RSPCA discusses slaughtering methods

By Chloe Ryan

- Last updated on GMT

Chicken slaughter methods have been examined by the RSPCA at a conference in Toronto
Chicken slaughter methods have been examined by the RSPCA at a conference in Toronto

Related tags: Carbon dioxide, Livestock, Poultry

A poultry processing conference in Canada has heard from a leading animal welfare scientist on the use of carbon monoxide as a slaughtering method.

Dr Marc Cooper, from UK’s animal charity the RSPCA, spoke at the conference in Toronto organised by Dutch firm Meyn about controlled atmosphere systems for killing meat chickens.

Cooper is responsible for the development of the RSPCA welfare standards for both meat chickens and ducks, was invited to speak because of his wide-ranging and detailed research into gas killing systems.

Evidence showed gas killing was more humane than water bath stunning systems, he said.

“At the moment, only one poultry processor in Canada uses a gas killing system,”​ said Cooper. “The majority of birds are slaughtered using conventional water bath stunning systems - which is essentially the opposite to the situation in the UK where most birds are killed using gas systems. This therefore presented a good opportunity to provide the Canadian industry with information to help them select the right gas killing systems from a welfare point of view.”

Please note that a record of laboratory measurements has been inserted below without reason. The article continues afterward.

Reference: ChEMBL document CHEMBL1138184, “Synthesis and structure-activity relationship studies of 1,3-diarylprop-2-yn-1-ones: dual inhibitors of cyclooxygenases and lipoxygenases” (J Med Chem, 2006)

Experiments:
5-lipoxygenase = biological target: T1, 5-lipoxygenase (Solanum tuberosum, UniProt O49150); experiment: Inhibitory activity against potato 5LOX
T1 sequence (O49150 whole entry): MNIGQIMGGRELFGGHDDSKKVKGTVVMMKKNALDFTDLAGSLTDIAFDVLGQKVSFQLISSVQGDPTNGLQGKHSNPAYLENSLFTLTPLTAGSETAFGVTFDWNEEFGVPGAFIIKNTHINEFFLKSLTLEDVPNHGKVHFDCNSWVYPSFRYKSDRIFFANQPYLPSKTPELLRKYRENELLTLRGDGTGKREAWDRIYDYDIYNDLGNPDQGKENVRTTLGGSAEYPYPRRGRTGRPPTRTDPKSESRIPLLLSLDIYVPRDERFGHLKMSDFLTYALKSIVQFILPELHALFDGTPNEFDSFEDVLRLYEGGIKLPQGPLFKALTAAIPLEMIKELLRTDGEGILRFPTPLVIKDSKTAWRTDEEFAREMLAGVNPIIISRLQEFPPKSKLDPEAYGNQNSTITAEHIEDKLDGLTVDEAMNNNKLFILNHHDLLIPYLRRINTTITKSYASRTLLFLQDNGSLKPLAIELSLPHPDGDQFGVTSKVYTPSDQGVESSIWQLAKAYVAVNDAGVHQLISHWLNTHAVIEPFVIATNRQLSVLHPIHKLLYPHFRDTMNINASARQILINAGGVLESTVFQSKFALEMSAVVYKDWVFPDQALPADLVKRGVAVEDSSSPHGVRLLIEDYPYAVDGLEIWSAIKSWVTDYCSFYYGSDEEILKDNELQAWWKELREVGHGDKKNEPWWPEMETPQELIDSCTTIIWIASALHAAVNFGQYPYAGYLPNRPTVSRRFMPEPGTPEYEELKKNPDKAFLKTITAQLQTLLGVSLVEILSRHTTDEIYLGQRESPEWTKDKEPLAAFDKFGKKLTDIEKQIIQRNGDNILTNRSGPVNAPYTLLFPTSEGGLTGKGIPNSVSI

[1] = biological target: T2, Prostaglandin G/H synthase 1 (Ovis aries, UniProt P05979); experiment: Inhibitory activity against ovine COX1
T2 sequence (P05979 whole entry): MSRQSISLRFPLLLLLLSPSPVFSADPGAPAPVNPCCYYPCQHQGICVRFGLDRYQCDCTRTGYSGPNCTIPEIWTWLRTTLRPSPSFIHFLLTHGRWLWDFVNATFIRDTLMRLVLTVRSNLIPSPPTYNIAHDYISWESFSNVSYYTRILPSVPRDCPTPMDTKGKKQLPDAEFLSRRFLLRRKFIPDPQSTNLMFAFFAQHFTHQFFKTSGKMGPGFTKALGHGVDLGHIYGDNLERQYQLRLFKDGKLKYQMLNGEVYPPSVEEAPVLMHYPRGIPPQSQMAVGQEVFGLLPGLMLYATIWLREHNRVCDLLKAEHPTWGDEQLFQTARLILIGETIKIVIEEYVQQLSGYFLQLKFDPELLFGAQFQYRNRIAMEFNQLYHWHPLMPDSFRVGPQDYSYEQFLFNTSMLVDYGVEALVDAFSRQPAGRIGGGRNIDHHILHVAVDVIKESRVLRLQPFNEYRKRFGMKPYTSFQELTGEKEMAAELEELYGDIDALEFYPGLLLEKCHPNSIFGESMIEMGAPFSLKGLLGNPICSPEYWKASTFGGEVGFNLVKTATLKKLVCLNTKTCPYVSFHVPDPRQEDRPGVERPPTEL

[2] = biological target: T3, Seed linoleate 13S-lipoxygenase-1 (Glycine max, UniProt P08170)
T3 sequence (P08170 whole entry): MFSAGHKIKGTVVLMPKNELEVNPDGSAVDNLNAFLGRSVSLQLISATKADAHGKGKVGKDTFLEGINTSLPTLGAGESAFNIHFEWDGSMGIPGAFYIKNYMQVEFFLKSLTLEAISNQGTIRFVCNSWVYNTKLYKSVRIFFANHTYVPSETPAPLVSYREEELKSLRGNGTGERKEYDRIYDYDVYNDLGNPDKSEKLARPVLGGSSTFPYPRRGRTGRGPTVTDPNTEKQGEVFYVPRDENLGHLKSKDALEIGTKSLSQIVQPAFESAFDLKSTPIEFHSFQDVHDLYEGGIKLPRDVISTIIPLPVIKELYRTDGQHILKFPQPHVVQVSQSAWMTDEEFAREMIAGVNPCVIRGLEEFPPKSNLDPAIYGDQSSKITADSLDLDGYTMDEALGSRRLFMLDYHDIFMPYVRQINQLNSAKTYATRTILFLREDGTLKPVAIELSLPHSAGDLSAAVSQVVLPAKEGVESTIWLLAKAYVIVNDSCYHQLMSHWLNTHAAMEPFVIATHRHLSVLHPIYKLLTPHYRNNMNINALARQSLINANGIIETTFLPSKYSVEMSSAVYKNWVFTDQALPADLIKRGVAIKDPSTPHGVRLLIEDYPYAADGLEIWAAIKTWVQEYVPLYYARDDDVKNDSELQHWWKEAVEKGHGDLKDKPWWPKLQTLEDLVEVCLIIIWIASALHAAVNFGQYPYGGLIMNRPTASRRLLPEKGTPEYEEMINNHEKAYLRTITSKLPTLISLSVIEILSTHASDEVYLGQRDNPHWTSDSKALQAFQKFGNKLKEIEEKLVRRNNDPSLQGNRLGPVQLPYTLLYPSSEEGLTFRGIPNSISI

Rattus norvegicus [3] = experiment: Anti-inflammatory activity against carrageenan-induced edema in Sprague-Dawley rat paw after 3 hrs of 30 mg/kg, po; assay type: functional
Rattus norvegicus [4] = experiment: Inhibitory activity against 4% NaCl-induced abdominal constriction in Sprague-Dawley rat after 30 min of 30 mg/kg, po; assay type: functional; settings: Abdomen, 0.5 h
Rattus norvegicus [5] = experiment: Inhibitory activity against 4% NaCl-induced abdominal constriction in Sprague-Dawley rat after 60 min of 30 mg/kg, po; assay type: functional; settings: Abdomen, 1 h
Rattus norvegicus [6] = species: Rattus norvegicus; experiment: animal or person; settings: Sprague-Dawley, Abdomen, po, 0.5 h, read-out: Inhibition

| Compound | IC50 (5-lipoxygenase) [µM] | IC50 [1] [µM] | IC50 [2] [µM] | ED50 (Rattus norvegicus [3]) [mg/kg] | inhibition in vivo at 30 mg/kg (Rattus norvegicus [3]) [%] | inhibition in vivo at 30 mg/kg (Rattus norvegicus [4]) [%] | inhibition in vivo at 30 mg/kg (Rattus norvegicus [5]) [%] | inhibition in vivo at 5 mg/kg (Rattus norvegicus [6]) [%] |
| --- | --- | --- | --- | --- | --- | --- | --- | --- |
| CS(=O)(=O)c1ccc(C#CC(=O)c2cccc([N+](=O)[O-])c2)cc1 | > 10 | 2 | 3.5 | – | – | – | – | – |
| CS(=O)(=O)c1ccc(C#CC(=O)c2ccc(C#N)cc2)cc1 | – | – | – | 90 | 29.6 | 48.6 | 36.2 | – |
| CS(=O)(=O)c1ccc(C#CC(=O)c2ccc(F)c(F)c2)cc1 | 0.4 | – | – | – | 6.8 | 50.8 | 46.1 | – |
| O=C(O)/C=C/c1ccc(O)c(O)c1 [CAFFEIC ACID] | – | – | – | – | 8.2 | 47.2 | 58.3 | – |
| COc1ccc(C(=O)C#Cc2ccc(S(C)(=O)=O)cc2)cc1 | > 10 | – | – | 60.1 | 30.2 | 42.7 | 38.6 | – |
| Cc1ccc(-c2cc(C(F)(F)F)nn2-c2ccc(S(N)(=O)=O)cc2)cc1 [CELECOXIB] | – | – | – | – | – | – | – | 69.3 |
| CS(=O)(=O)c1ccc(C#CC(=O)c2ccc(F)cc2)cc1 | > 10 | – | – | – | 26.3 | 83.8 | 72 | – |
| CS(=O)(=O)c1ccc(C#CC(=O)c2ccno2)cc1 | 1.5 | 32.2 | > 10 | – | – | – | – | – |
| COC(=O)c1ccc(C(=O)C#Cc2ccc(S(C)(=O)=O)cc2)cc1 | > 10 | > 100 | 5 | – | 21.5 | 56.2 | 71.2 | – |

The presentation focussed on the key areas that need to be considered to help achieve the most humane kill possible when using carbon dioxide gas killing systems.

There were about 90 representatives from all the major poultry processors in Canada as well as Canadian government officials.

Cooper said since his return to the UK last week, he has been contacted by a number of processors asking for more information about the most humane gas killing systems.

Dr Cooper added: “It may seem strange for an animal welfare charity to be talking about killing animals but our welfare standards span the whole of the animal’s life - from birth or hatching to slaughter. A lot of discussions tend to focus on the rearing of animals, but we have to be concerned about the end of life too. It’s very significant in terms of welfare.”

Related topics: Meat

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